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World Cuisine

How Indian Curry Became a Hit in Japan

Quick! Name the most iconic Japanese foods you know. If your list includes sushi, tempura, yakitori and sukiyaki, you’re off to a good start.

But no menu of Japan’s most popular dishes would be complete without curry.

How did an Anglo-Indian dish become a Japanese favorite? It’s a tale of geo-politics, Navy ships and hungry sailors:

Japan had been a closed nation for centuries, but when a young emperor named Mutsuhito took the throne in 1868, a new era of openness began as the government sought to modernize its feudal society.

Among the first outsiders to sail into the island nation: the British Navy, whose sailors had developed a taste for curry-spiced stews while serving in India.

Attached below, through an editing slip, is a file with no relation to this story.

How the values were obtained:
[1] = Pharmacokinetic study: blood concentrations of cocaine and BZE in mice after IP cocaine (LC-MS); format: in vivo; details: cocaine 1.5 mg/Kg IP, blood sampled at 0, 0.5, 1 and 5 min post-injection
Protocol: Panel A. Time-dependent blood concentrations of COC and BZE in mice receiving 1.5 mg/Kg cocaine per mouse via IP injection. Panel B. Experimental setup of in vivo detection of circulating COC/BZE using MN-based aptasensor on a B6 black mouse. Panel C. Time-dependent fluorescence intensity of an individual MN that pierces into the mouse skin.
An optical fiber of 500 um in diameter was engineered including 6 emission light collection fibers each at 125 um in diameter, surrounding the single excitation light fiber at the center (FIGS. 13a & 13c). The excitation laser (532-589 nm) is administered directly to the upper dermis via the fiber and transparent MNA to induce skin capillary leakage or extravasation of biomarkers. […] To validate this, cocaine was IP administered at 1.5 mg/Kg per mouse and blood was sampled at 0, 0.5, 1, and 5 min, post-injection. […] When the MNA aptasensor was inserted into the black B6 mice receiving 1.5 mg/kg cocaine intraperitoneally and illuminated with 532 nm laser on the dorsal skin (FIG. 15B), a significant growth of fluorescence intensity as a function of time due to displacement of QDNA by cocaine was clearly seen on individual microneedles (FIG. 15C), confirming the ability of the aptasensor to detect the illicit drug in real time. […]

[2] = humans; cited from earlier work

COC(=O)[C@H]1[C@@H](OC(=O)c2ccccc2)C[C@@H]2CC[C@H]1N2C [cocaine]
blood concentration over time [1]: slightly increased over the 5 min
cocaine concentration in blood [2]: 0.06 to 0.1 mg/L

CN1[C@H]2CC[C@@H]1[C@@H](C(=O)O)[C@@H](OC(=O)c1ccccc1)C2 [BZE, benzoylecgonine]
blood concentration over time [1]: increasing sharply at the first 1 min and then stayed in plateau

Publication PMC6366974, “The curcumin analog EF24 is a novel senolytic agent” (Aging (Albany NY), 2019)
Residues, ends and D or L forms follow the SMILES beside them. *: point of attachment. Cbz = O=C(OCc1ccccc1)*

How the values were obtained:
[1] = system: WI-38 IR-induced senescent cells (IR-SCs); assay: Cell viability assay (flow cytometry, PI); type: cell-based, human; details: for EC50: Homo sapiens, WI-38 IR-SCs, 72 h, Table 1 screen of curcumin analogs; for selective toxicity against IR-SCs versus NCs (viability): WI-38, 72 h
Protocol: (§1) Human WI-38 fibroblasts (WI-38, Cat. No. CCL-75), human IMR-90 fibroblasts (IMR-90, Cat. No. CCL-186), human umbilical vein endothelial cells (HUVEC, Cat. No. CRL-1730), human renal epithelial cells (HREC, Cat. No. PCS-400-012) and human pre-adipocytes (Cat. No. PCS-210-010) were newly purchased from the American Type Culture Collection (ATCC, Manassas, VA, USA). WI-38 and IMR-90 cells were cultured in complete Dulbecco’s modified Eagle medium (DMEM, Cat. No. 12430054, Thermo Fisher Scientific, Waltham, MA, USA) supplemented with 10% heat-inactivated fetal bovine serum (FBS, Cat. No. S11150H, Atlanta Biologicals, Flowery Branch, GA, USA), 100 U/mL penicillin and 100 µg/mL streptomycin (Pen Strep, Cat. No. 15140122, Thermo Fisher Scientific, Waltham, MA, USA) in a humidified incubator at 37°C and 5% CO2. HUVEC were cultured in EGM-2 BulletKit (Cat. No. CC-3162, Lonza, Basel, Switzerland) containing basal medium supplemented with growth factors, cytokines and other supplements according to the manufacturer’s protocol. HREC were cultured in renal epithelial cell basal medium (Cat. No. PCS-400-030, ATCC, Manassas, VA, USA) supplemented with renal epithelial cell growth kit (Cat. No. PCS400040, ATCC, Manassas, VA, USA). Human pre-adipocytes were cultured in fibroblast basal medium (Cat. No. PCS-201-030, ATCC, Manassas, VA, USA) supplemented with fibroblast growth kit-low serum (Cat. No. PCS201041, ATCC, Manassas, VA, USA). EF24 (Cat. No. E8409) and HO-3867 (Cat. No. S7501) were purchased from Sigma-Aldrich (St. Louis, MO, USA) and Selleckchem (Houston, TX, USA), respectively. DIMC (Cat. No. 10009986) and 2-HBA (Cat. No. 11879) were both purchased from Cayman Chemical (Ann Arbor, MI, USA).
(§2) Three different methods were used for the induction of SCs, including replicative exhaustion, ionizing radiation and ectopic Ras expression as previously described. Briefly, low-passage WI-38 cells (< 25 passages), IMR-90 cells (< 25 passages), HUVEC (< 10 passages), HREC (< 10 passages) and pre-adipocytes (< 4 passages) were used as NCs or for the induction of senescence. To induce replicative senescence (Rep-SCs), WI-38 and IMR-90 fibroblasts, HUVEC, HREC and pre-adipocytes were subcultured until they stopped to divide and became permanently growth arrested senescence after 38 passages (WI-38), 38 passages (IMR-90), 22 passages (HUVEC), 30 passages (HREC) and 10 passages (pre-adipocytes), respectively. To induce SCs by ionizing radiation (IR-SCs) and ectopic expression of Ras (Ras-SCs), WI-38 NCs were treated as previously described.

The Japanese not only welcomed this new flavor: They made it their own, creating a ritual around preparing and serving curry.

Today, curry is considered one of Japan’s national dishes — right up there with tempura and sukiyaki. The Japanese navy lists more than 40 different curry recipes that are served aboard its ships.

Japanese curry has a sweeter flavor than Anglo-Indian version; the sweetness comes from star anise, and works especially well with coconut milk.

Get the recipe: Coconut Curry Sauce with Tofu and Cashews